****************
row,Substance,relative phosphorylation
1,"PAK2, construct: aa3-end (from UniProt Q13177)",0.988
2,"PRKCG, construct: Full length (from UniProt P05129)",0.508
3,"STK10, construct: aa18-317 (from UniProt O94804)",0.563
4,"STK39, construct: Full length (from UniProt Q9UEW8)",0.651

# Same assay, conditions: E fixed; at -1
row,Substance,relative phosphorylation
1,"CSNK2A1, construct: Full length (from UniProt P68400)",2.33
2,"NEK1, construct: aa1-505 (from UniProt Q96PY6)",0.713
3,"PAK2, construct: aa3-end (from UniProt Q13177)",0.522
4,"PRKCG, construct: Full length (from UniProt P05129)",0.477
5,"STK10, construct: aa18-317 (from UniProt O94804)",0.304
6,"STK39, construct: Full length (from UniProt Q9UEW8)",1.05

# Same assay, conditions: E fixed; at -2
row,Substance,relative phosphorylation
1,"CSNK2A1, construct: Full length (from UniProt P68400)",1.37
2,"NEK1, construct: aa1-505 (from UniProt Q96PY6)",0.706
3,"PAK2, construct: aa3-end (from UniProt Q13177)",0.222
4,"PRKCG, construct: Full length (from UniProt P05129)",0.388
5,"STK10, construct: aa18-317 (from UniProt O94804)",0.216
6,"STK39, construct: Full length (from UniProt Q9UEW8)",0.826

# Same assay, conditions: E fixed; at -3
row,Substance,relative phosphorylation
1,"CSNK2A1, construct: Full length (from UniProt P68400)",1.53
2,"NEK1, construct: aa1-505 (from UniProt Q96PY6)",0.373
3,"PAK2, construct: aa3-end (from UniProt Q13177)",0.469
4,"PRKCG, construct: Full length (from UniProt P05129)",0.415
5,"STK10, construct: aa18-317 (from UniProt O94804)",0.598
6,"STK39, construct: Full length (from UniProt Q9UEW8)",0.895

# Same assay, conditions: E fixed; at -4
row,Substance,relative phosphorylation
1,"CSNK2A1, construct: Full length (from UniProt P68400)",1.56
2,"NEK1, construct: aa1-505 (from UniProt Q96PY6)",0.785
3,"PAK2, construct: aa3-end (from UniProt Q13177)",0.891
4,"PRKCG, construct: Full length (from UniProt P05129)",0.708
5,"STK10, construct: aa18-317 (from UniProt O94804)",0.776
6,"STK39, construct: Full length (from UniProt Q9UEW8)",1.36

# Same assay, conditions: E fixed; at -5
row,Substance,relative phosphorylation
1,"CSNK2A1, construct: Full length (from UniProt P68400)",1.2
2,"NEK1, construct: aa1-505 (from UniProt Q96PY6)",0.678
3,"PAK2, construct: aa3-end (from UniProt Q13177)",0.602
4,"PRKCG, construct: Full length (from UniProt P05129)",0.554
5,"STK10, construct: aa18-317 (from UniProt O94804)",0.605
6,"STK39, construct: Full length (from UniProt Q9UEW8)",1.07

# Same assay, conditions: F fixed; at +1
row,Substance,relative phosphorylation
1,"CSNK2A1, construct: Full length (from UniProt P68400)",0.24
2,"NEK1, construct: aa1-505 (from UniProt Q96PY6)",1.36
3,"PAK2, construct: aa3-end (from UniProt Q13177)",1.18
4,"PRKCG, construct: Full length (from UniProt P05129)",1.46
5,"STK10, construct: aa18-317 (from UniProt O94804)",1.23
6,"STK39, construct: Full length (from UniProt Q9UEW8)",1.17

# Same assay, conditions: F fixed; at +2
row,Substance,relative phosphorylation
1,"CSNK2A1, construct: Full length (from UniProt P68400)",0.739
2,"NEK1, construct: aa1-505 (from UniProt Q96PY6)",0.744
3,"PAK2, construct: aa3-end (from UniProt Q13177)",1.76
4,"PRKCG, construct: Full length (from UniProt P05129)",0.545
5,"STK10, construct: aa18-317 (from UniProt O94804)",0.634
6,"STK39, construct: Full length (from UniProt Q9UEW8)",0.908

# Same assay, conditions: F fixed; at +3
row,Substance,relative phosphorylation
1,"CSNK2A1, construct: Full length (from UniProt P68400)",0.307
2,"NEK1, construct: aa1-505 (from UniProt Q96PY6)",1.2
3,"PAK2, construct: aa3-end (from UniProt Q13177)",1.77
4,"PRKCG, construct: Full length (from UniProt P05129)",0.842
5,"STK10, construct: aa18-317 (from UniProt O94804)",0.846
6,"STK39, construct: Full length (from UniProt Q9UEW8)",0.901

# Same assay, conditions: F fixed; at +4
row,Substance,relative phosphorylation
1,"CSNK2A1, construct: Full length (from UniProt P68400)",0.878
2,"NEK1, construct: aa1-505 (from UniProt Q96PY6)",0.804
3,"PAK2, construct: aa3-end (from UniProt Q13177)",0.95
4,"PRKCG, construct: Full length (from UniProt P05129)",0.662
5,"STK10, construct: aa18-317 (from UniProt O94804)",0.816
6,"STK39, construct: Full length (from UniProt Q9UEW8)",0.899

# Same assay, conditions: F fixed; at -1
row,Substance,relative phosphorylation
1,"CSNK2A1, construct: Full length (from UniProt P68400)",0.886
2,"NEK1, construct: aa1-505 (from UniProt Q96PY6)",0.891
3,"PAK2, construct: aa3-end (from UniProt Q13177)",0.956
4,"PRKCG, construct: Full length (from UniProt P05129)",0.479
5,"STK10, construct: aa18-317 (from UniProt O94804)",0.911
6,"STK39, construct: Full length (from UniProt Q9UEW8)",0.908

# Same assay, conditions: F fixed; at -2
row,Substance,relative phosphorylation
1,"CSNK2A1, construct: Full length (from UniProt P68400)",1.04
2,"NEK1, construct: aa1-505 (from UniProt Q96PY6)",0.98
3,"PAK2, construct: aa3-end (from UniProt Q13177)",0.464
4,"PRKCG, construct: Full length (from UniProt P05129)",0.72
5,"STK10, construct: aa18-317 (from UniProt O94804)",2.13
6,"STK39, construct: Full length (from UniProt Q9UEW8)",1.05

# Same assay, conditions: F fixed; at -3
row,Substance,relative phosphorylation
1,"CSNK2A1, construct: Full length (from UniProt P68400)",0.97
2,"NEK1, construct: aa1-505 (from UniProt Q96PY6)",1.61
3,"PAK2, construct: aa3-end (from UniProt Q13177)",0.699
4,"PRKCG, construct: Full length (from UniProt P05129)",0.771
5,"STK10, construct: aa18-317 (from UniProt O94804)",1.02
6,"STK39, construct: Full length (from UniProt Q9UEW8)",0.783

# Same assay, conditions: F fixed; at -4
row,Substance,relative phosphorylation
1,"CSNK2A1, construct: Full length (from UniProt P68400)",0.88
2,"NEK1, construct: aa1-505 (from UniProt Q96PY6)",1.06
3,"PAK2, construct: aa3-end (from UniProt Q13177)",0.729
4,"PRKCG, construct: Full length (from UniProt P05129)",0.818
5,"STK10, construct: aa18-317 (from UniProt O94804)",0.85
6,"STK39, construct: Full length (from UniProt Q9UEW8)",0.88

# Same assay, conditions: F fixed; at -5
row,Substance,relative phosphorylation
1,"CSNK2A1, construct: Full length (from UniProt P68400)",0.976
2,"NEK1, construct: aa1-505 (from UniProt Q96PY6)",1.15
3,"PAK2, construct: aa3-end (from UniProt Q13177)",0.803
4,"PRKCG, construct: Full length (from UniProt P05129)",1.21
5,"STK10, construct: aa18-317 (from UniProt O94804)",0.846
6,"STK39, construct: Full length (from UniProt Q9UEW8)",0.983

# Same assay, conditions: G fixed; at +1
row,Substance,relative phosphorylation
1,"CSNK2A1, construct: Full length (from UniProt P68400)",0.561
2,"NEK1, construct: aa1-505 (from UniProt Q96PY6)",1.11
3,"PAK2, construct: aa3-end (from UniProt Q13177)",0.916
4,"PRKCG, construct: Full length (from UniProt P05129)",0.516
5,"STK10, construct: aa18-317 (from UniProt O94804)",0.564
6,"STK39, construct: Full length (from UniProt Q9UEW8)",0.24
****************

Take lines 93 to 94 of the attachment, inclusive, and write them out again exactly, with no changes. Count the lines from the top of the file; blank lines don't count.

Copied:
6,"STK39, construct: Full length (from UniProt Q9UEW8)",1.05

# Same assay, conditions: F fixed; at -3